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Monday Memo: U.S. Delegation in Cuba—Venezuela Loan—Caribbean Fiber Optic Cable—Activist Murders in Honduras—Argentina-Falklands Oil

This week’s likely top stories: U.S. trade delegation arrives in Cuba; Venezuela receives a $5 billion Chinese loan; Caribbean’s longest fiber optic cable nearly complete; NGO says Honduras leads the world in per capita murders of environmental activists; Argentina sues five companies over Falklands oil exploration.

Governor Cuomo and U.S. Companies Visit Cuba: New York Governor Andrew Cuomo led a trade mission to Cuba on Monday, joined by executives from Pfizer, MasterCard and JetBlue, as well as State Assembly Speaker Carl Heastie and officials from the Plattsburgh International Airport, the New York Genome Center and the State University of New York. The trip is the first of its kind since U.S. President Barack Obama and Cuban President Raúl Castro announced renewed diplomatic relations between the two countries in December 2014. According to Cuomo, the members of the delegation from New York will “serve as ambassadors for all that New York state has to offer and will help form the foundation for a strong economic relationship between New York and Cuba as legal restrictions on trade are eased in the future.” The delegation plans to meet with several Cuban officials and businesses during their 26-hour trip.

Venezuela Accepts $5 Billion in Loans from China: On Sunday, Venezuelan President Nicolás Maduro announced that his government has received $5 billion in Chinese financing for development. Maduro traveled to China in January 2015 and announced at the time that the country would be providing Venezuela with over $20 billion in investment. However, Maduro did not confirm yesterday whether the $5 billion was part of that amount. The loan will be helpful for Venezuela, which is currently suffering rising inflation and shortages of goods amid falling oil prices.


Caribbean Fiber Optic Cable Soon to Be Complete: Spanish telecommunications company Telefónica is expected to complete the installation of the Puerto Rican segment of the longest submarine fiber optic cable link in the Caribbean this week. The cable, which originates in Florida, will provide a connection between the U.S. and Ecuador, Colombia, Panama, and other countries. Telefónica plans to finish the link at Isla Verde, Puerto Rico in the coming days. On Saturday, Guillermo Cañete, technological planning and transmission manager for Telefónica, said that the cable would greatly improve connectivity as well as competition and Internet prices in Puerto Rico. The Pacific Caribbean Cable System (PCCS) will extend approximately 6,000 kilometers upon completion.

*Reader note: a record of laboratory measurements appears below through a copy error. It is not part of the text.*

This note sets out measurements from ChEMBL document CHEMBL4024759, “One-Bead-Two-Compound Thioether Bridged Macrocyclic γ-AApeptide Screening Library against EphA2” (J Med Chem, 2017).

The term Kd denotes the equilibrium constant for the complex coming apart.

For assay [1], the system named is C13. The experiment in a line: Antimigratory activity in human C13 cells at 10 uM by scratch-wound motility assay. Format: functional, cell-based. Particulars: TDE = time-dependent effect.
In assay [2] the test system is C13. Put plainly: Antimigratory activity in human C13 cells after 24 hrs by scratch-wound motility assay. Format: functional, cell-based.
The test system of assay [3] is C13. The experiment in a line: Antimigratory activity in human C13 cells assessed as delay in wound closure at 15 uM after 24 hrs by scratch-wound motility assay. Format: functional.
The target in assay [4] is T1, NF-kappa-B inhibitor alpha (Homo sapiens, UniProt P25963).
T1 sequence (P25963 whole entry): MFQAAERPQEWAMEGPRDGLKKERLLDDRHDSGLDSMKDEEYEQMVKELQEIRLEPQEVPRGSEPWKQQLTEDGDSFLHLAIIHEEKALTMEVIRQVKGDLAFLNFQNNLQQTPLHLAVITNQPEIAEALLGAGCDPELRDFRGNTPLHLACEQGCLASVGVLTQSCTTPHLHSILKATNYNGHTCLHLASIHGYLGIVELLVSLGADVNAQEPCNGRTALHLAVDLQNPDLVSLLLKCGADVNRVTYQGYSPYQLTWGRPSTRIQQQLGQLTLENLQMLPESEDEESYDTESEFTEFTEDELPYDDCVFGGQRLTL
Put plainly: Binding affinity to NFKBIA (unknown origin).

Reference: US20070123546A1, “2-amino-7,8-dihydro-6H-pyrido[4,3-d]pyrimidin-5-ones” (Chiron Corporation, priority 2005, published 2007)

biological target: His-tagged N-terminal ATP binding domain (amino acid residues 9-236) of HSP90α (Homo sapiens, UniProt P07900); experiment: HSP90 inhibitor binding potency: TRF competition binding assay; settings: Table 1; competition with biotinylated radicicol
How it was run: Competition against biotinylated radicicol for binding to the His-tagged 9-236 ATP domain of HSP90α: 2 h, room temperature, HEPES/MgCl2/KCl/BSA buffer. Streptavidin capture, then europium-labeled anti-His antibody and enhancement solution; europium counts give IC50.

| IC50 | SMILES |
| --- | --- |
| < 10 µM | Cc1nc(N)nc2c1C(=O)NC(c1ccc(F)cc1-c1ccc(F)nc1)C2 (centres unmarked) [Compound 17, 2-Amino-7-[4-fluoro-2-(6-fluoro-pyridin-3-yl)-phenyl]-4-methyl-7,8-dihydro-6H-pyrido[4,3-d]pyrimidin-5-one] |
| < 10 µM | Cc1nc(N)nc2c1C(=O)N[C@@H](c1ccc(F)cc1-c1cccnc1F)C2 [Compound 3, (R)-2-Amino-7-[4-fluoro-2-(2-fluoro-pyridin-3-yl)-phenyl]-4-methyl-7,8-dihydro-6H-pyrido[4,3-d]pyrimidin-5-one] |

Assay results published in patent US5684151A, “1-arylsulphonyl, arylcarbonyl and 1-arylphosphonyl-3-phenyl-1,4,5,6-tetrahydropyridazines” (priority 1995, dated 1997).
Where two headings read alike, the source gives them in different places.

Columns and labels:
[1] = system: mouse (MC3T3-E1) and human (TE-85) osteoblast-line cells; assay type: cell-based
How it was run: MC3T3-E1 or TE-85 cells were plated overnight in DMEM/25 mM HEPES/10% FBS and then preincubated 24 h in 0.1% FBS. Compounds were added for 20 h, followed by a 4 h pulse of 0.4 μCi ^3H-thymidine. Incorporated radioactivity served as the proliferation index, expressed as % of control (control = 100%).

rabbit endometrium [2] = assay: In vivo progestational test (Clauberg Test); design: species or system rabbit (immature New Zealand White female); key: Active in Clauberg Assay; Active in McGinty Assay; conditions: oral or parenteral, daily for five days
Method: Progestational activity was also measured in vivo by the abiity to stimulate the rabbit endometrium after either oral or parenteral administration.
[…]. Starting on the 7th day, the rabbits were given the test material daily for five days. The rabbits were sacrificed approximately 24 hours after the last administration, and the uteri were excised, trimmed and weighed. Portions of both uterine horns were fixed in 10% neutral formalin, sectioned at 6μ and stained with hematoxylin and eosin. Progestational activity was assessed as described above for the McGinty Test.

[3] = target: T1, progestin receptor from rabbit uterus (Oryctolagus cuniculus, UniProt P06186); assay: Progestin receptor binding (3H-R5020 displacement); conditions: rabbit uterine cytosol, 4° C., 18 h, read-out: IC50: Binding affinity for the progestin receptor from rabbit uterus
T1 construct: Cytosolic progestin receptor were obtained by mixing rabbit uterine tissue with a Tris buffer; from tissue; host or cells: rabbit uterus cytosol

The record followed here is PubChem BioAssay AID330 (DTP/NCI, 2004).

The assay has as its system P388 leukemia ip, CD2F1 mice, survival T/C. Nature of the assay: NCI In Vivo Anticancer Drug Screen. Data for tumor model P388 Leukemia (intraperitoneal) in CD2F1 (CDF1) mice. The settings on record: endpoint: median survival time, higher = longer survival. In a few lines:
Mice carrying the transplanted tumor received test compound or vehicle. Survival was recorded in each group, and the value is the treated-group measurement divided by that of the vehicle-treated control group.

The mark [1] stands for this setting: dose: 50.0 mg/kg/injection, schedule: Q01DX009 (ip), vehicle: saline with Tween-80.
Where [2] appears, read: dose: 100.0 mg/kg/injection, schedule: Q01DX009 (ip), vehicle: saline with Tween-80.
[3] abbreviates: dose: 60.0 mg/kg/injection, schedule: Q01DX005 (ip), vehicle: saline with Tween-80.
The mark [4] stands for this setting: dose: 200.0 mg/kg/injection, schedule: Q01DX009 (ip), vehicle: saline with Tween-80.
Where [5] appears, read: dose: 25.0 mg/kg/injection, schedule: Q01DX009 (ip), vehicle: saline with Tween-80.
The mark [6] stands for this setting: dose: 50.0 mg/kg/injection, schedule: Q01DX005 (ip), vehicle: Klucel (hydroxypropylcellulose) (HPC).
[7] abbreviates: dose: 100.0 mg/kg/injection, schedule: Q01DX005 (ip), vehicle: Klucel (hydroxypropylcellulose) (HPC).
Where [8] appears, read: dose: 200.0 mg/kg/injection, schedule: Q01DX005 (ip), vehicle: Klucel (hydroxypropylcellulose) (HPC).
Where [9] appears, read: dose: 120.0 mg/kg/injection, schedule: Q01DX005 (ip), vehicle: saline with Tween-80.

Report Names Honduras Worst Place for Environmental Activists: International NGO Global Witness released a report on Monday ranking Honduras as the worst place in the world for environmental protesters, with 101 activists killed between 2010 and 2014.  Although more people were murdered in Brazil in the same time frame, Honduras had the highest rate per capita. Meanwhile, almost 75 percent of environmental activist murders occurred in Latin America.  Global Witness reported a 20 percent worldwide increase in the killing of environmental activists in the past year, with a particular jump in the murder of activists opposed to hydropower projects. The NGO also found that 40 percent of those killed in 2014 were members of Indigenous groups, who are facing increasing threats as they fight to retain their land.

Argentina Sues Companies Exploring the Falklands: Argentine Minister for Malvinas Affairs Daniel Filmus announced this weekend in London that Argentina is taking legal action against two U.S. firms and three British firms for oil exploration activities near the contested Falkland Islands, known as the Islas Malvinas in Argentina. The firms, Falkland Oil and Gas, Premier Oil, Rockhopper, Edison International and Noble Energy, are drilling for oil off the coast of the islands, which Argentina claims as its territory. Filmus stated that the government would use domestic and international law to stop the companies, which he accuses of stealing Argentine resources. In response, U.K. Foreign Secretary Phillip Hammond called on the country to stop “bullying” and “start acting like a responsible member of the International community.”

Any opinions expressed in this piece do not necessarily reflect those of Americas Quarterly or its publishers.
Tags: Falklands Oil, environmental activism, Indigenous Land Rights, China-Venezuela relations

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